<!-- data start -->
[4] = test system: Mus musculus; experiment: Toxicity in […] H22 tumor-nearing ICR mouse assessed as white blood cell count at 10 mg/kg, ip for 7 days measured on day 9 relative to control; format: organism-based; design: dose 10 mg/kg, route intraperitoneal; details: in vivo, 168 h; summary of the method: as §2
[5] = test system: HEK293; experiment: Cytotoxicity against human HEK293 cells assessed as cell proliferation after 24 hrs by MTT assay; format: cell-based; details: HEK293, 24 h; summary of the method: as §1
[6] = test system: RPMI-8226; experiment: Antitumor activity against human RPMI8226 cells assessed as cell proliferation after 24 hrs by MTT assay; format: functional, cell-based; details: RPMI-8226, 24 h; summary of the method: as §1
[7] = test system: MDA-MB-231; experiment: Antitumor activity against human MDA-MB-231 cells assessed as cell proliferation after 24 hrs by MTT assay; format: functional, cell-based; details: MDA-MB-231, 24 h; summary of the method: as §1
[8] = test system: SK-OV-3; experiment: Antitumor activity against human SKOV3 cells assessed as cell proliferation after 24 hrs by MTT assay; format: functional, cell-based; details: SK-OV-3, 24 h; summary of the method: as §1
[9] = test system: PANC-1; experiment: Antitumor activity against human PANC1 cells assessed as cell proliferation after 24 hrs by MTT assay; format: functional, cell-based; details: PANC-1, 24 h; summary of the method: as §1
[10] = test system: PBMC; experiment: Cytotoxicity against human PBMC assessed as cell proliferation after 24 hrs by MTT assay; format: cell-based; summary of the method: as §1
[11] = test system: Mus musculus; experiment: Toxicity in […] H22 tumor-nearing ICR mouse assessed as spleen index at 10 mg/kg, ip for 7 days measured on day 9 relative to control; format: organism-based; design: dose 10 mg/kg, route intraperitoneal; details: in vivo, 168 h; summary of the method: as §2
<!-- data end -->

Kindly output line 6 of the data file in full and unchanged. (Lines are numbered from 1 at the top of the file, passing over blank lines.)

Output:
[9] = test system: PANC-1; experiment: Antitumor activity against human PANC1 cells assessed as cell proliferation after 24 hrs by MTT assay; format: functional, cell-based; details: PANC-1, 24 h; summary of the method: as §1